Revit hatch patterns, officially known as Fill Patterns, are a critical graphical element when developing drawings in Revit. They can help denote the material of an element, differentiate a section cut from the surface of an element, and even help identify that an element is of special interest like a clearance area for a piece of equipment.
Hatch patterns have been used in technical illustration since we were drafting with pencils on paper. Check out the drawing of the Confederate State Capitol of Arkansas below. How many hatch patterns do you see?
Drafting vs Model Fill Patterns
If you’ve been exposed to fill patterns in Revit, you may have noticed that there are two types of Revit hatch patterns, drafting patterns and model patterns. The difference is model patterns remain a fixed size relative to the model, and drafting patterns remain a fixed size relative to the scale of the view that is displayed in.
An example of the different use cases for each is a brick pattern on the face of a wall versus a crosshatch pattern on a wall.
Revit hatch patterns at 1/4” = 1’-0” scale.
Revit hatch patterns at 1” =1’-0” scale.
As shown in the examples above, the diagonal hatch pattern (drafting pattern) changes based on the drawing scale while the brick hatch pattern (model pattern) remains the same. This is exactly as a user would expect as bricks should not change size based on the scale of a drawing. The pattern should maintain it’s dimensions as a model element does, hence the name “model pattern”.
Creating Revit Hatch Patterns
For those of you who have a background in AutoCAD, you’ll be happy to know that Revit supports hatch patterns from AutoCAD DWGs. There are few techniques out there to help you get AutoCAD hatch patterns in Revit – some of which are as simple as importing a CAD file to Revit and then exploding it. (For the record, I’m not necessarily supporting the process of exploding imported CAD files!)
If you are good with numbers, you can actually create your own Revit Hatch Pattern in your favorite text editor (I recommend Sublime Text). If you really would like to learn to generate Revit hatch patterns from scratch, I would recommend following the Create a Custom Pattern File on the Autodesk Knowledge Network. It will guide you through building the hatch pattern below using nothing but plain text.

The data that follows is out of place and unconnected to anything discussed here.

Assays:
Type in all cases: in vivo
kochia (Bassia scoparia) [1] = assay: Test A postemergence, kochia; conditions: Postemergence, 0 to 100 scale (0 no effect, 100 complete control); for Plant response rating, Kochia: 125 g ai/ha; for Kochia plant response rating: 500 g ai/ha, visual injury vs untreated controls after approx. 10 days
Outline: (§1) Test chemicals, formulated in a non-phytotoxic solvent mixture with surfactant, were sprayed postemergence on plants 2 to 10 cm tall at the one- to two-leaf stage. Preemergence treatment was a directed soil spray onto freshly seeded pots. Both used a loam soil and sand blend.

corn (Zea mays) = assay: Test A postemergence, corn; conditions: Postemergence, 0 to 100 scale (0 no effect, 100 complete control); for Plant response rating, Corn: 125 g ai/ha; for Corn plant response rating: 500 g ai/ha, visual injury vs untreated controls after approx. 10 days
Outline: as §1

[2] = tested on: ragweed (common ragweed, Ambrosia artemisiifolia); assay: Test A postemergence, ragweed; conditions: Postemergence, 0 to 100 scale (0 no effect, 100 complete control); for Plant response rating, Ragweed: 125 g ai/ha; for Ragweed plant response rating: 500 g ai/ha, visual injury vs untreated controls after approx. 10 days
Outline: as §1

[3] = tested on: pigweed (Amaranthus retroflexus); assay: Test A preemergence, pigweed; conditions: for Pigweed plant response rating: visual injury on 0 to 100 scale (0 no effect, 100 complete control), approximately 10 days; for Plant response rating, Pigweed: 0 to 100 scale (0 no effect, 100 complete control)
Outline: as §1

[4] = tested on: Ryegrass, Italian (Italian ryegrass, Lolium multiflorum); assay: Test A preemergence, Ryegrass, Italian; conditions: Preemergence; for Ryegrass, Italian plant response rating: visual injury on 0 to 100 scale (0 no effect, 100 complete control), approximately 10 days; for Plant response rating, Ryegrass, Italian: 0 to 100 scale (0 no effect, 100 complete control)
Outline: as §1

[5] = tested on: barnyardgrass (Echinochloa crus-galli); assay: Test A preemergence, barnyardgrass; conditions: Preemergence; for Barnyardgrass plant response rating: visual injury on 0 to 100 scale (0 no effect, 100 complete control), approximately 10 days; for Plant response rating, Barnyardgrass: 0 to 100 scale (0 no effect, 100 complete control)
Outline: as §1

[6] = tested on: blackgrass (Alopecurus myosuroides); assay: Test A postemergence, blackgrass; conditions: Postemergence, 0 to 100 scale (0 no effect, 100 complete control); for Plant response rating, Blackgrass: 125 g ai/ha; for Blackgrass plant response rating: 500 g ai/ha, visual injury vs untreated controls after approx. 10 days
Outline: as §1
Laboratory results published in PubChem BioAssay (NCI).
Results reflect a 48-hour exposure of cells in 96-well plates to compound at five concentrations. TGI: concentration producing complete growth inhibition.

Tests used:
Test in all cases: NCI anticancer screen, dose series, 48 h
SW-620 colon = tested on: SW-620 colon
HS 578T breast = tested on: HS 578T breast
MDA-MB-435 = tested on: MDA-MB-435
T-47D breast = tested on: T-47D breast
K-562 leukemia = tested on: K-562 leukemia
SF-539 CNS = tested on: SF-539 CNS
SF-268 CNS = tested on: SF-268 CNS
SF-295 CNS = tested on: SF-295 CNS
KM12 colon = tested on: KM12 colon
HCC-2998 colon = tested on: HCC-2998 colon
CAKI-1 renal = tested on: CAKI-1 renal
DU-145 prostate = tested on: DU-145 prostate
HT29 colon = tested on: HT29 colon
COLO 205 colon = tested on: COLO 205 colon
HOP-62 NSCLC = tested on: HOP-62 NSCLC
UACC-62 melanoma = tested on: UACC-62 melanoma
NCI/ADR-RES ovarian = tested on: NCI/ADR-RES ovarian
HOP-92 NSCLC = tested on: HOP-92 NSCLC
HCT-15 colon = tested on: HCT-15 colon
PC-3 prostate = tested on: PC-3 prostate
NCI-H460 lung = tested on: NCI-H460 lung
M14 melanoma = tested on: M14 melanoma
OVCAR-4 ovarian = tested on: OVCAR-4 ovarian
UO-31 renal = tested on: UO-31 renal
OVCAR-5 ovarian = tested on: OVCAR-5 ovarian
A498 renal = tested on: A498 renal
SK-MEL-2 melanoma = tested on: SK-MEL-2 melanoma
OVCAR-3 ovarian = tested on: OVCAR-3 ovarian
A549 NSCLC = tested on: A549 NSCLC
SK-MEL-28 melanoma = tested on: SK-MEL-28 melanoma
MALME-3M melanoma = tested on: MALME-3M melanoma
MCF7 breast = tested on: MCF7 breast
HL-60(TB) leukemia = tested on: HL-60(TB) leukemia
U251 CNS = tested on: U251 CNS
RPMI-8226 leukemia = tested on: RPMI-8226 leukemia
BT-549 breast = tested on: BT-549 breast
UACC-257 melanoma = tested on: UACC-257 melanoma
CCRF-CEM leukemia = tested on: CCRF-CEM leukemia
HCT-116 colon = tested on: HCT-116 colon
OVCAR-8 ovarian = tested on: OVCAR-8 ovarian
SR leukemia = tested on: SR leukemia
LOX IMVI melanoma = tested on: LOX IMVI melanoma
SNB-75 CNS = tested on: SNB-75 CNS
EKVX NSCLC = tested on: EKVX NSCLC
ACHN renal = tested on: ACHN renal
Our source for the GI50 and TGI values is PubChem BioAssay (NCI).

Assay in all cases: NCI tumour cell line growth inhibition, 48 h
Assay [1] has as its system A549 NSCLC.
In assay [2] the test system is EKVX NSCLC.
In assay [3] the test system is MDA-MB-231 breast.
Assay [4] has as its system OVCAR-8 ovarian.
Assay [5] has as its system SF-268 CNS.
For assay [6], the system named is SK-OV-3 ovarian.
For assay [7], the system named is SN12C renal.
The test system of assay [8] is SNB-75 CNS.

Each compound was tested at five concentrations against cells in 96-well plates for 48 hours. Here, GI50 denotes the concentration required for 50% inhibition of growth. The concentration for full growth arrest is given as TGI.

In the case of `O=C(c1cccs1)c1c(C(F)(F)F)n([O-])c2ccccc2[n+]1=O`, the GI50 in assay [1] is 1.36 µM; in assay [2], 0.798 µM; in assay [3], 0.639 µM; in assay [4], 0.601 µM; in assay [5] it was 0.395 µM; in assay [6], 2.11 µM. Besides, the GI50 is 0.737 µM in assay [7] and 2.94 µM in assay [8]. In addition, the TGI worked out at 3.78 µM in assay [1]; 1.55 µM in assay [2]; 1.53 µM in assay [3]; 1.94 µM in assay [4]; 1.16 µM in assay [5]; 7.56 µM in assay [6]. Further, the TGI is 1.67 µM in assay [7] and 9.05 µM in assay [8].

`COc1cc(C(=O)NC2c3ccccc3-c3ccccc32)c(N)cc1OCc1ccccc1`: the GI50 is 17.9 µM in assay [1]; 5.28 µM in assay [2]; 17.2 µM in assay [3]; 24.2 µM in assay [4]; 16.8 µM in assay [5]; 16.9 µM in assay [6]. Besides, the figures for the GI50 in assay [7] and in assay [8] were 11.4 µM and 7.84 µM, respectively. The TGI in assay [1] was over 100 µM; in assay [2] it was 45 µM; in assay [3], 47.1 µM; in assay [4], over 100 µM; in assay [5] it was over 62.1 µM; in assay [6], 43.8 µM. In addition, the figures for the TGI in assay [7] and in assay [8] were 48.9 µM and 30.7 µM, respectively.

Applying Fill Patterns to Elements
There are a number of ways to apply Revit hatch patterns to elements within Revit, but in this post I’ll only cover how to manage them from the Visibility/Graphics Override settings.
Let’s go back to my wall example. In the image below, you can see a wall that I have modeled (there is also a section box shown in blue lines).
You’ll notice that I already have a Revit hatch pattern applied to the surface of the wall. In the image below, you can see that I also have a fill pattern assigned to the cut of the Walls model category.
To get the cut fill pattern to display on this wall, I’ll need to modify the section box to cut into the wall element in this view.
With the section box cutting into the wall, you can now see the Revit hatch pattern that I’ve assigned to a cut face of this element.
From a 2D drawing perspective, this type of differentiator is invaluable when reviewing sections of walls, floors, and other elements. In the example below, you can see that I have a section cut through a wall which also displays the surface of the perpendicular wall. Without hatch patterns it would be difficult for the plan reviewer to understand this drawing.
Standardizing Fill Patterns
Conventionally, it can be difficult to standardize and maintain Revit hatch patterns because like Revit families, there isn’t an elegant out-of-the-box way to manage them from within Revit. They can be stored as .pat files, however we see the same issues with managing any filetype in a Windows file/folder structure; there is a lack of metadata and versioning (amongst other shortcomings).
Fill Patterns In Unifi Core
The good news is, Unifi Core helps design teams access the right standard fill patterns by storing them in their libraries alongside the rest of the standard content. As of version 3.2, Unifi Core now supports the storage of fill patterns and materials! Exciting stuff.
The benefits of storing Revit hatch patterns in Unifi Core extends beyond simply providing a central repository for your standard fill patterns.
Similar to storing Revit families such as star ratings, revisioning, and the ability to review properties of the hatch pattern including the type (model or drafting), line angle, and line spacing.
We’ve also built in some advanced filtering to help you sort through the model or drafting fill patterns while searching and browsing in Unifi Core.
Hope this helps!
Although Revit helps automate a lot of the best practices in computer aided drafting, Revit hatch patterns are still something that need special attention. I hope this post gives you a better understanding of how they work in Revit as well as how Unifi Core can support your efforts in providing standardized fill patterns to your team.